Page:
Avoid problems with s64 of the PPSA
Retention of title clauses (ROT clauses) are common in many contracts governing the sale of goods- whether online or otherwise. However business owners frequently misunderstand how they can be affected by the Personal Property Securities Act.
Whilst they appreciate that their ROT clauses creates a “purchase money security interest” (PMSI) under section 14, which requires “perfection” under section 21, they frequently find that section 64 can destroy their efforts to gain a leg-up in circumstances where their customer goes into liquidation.
Leigh Adams Business Lawyers drafts provisions that can help overcome the impact of section 64. We have helped many small/medium business owners retain their inventory where their own customers have gone bust.
By virtue of section 32 of the PPSA, on the subsequent sale of the supplier’s goods by the supplier’s customer, the security interest that the supplier has in the goods attaches to the proceeds of sale of the goods, unless the security agreement provides otherwise.
Section 64 deals with a situation which can occur after a business has been trading for some time. Say a customer has been acquiring its stock from its supplier on an ROT basis and the customer finds itself strapped for cash due to a delay in payment by its own creditors.
The customer may want to factor its debts to assist in cash flow. Section 64 says that providing 15 business days’ notice (a s64 notice) is given by the factor (the debt financier) to the ROT supplier, the debt financier’s perfected security interest in the account (i.e. book debts) where the account relates to proceeds of inventory, will prevail against the perfected security interest of the ROT supplier.
Section 64 recognises that as far as the PMSI holder/ROT supplier is concerned, the debt financier has stepped into the shoes of the supplier’s customer with respect to payment of the account by the ultimate purchaser of the goods.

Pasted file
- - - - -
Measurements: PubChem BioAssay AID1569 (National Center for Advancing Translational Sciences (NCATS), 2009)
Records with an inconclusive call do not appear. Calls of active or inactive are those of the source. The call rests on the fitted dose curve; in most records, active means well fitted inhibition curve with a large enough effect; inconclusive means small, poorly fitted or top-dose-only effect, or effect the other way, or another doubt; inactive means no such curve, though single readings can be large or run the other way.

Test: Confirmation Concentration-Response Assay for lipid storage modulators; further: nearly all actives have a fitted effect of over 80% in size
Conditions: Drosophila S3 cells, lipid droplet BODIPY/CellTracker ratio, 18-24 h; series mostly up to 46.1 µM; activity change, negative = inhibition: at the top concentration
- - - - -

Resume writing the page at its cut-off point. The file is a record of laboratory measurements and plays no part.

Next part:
This concept is reflected in the fact that the debt financier takes the assignment of the book debts as original collateral whereas the ROT supplier (PMSI security holder) only has a security interest in the account as proceeds of sale of inventory.
One of the problems with section 64 of the PPSA is that it does not affect the priority position between the customer’s debt financier and the customer’s general financier (the customer’s banker), which typically holds a security interest over all the assets of the customer.
So the customer’s general financier takes priority over the customer’s factor/debt financier who takes priority over the ROT supplier.
Just diverting for a moment: the ROT supplier will also take priority over the customer’s general financier. Confused? Give Leigh Adams a call on 02 9964 0022 for an explanation.
Moving back on track: the priority enjoyed by the customer’s general financier as against the customer’s factor/debt financier means that the debt financier will typically require a priority deed or subordination agreement to make its security interest take priority over the general financier.
What is happening in the marketplace is that lenders of last resort are purporting to serve s64 notices in a misguided effort to put pressure on general financiers to execute subordination agreements. In some cases, the general financiers have taken the bait and inadvertently executed documents adversely affecting their priority position.
How can an ROT financier ensure that their position is not adversely affected by their customer later factoring the customer’s debts?
The simple answer is for the ROT financier to state in their terms and conditions of sale that the security interest extends to the customers present and after acquired accounts as original collateral. Providing the ROT supplier registers first in time, section 55(4) PPSA will apply to give him priority over the debt financier.
Many debt financiers are alert to the need to get priority over their customer’s general financier, but very few think of looking at the ROT financier’s terms and conditions to consider whether they should also obtain a subordination agreement with regard to the ROT supplier’s security interest. They just rely on s64 not realising that it can be circumvented with good drafting.
Failure to deal with section 64 of the PPSA in a business’s terms of trade can have devastating financial consequences for the business. It is when no section 64 problems are on the horizon, that the terms of trade should be reviewed and revised where necessary.
It is far better to avoid the problem than have to manage it. However, if you are reading this article and your business already has a section 64 problem, then it may be not too late to adopt an appropriate “damage control” policy.
Leigh Adams is an Accredited Specialist in Business Law and his practice has a particular focus in this area. Call him for assistance today on 02 9964 0022 or email firstname.lastname@example.org.